Background Single-incision laparoscopic appendectomy (SILA) has emerged as a less-invasive alternative to conventional laparoscopy. The purpose of this study was to assess the impact of body habitus on outcomes after SILA in the pediatric population. Methods A retrospective review of 413 patients who underwent SILA from 2012 to 2015 was performed. Body mass index (BMI) was calculated, and the BMI percentile was obtained per Center for Disease Control guidelines. Standard definitions for overweight (BMI 85th-94th percentile) and obese (BMI > 95th percentile) were used. General demographic and outcome data were analyzed. Results SILA was performed in 413 patients during the study period, of which 66.3% were normal weight, 16% were overweight, and 17.7% were obese. There were no significant differences in age at presentation, time to diagnosis, or intraoperative classification of appendicitis. There were no significant differences in operative time (27.0 ± 9.1 versus 27 ± 9.8 versus 28.4 ± 9.4 min, P = 0.514), postoperative length of stay (0.97 ± 1.65 versus 1.53 ± 4.15 versus 1.14 ± 2.27 d, P = 0.214), 30-d surgical site infections (6.9% versus 12.1% versus 8.2%, P = 0.377), emergency department visits (8.4% versus 10.6% versus 11%, P = 0.726), or readmissions (4.7% versus 4.1% versus 4.5%, P = 0.967) among normal, overweight, and obese groups. Conclusions Our results indicate that obesity does not significantly impact outcomes after SILA. SILA can be performed in overweight and obese children with no significant difference in operative time, length of stay, or incidence of surgical site infection. SILA should continue to be offered to overweight and obese children.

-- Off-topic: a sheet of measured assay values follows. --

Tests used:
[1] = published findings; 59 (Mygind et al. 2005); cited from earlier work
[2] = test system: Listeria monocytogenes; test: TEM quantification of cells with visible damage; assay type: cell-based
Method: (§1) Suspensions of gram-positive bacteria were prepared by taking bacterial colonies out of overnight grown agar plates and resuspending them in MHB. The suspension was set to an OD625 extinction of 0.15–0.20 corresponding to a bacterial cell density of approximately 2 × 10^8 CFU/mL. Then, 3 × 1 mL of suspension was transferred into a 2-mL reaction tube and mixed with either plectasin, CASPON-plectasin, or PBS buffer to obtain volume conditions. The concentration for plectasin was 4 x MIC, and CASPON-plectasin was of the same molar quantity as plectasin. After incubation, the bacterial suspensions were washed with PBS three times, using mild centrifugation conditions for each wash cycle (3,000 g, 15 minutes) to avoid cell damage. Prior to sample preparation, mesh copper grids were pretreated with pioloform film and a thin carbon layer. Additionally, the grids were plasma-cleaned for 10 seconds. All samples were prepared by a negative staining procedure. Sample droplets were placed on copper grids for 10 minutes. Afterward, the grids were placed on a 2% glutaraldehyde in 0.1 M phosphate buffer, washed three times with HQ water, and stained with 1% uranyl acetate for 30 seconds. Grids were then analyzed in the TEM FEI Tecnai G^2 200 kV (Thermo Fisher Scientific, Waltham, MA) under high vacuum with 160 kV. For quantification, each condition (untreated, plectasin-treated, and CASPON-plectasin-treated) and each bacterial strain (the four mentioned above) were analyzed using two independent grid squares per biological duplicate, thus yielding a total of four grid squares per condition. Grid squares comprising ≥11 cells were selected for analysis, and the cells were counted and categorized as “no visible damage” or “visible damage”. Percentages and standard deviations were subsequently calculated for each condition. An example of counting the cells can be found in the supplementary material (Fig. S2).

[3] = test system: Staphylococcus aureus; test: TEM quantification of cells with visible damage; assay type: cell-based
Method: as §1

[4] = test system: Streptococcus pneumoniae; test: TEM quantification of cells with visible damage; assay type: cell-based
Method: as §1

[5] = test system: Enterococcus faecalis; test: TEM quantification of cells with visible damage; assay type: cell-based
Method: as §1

- Single-incision laparoscopy
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